The Screen Actors Guild (SAG) Awards saw a number of stars slam President Donald Trump's executive order in their acceptance speech. The order bans the entry of immigrants from six Muslim-majority countries from entering the US temporarily and an unspecified ban on those entering from Syria.
Julia Louis-Dreyfus grabbed the first award of the night for her role on Veep and wasted no time in taking a dig at Trump's policy in her acceptance speech.
"I want you all to know that I'm the daughter of an immigrant. My father fled religious persecution in Nazi-occupied France. And I'm an American patriot and I love this country. And because I love this country, I am horrified by its blemishes. And this immigrant ban is its blemish and it's un-American," Louis-Dreyfus was quoted as saying by the Washington Post.
"Our guilds are unions of storytellers who have always welcomed those from other nations, and of varying beliefs, who wish to share their creativity with America. We are grateful to them. We stand with them. We will fight for them."
Viola Davis, who won the best supporting actress award for her role in Fences, also took a swipe at Trump's policy when a reporter asked her backstage as to how the people could ensure that years of progress is not hampered under the new president.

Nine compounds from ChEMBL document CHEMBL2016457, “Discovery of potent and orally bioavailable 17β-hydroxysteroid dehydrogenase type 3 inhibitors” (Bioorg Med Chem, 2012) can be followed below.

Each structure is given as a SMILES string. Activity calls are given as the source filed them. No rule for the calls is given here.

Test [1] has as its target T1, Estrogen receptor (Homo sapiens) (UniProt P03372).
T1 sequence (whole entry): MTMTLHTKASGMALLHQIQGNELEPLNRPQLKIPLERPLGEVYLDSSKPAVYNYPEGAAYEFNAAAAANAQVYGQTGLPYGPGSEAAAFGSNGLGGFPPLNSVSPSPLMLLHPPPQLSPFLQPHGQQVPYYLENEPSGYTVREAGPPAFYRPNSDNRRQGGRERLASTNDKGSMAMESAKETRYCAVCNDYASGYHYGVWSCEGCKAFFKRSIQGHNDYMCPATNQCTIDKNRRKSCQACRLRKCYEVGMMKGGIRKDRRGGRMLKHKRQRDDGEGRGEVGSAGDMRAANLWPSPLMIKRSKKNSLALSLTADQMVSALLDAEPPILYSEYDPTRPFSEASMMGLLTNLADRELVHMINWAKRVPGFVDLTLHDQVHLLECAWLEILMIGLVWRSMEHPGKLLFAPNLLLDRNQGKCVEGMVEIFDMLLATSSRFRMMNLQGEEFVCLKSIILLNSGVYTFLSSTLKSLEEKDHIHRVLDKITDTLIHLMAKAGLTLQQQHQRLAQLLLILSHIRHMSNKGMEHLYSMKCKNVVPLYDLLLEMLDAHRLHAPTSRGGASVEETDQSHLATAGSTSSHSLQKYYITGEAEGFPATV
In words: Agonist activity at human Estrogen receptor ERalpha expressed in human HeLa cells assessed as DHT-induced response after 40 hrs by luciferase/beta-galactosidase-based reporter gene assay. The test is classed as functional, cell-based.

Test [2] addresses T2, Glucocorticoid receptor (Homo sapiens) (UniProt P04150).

"It's bigger than him," she said, "I believe that it is our responsibility to uphold what it is to be an American."
Sarah Paulson won the best actress award for her role in the television series The People vs OJ Simpson and in her acceptance speech called on the people to donate "any money they have to the ACLU, to protect rights and liberties to people across this country".
Meanwhile, Mahershala Ali, who won the best supporting actor's award for Moonlight, almost broke down as he delivered a heartfelt speech.
"I think what I have learned from working on 'Moonlight,' we see what happens when you persecute people. They fold into themselves. And what I was so grateful about...was playing a gentleman who saw a young man folding into himself as a result of the persecution of his community — and taking that opportunity to uplift him and tell him that he mattered, that he was okay and accept him," Ali said.
"I hope that we do a better job of that. When we kind of get caught up in the minutiae, the details that make us different, I think there's two ways of seeing that: There's an opportunity to see the texture of that person, the characteristics that make them unique — and then there's the opportunity to go to war about it," he added.